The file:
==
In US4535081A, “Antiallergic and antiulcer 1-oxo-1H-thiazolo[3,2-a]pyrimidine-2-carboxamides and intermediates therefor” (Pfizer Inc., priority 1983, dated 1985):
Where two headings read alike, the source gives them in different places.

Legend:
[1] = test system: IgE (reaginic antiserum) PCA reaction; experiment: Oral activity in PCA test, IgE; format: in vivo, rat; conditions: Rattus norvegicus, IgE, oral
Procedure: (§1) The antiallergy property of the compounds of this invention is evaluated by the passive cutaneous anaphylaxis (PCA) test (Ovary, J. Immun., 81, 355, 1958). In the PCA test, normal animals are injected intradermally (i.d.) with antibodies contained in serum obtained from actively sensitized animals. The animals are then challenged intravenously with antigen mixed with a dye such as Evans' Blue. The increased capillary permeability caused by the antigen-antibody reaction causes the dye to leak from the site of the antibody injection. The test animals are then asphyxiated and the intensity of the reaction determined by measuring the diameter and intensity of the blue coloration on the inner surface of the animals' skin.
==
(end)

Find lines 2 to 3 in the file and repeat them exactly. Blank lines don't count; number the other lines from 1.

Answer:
Where two headings read alike, the source gives them in different places.

Legend: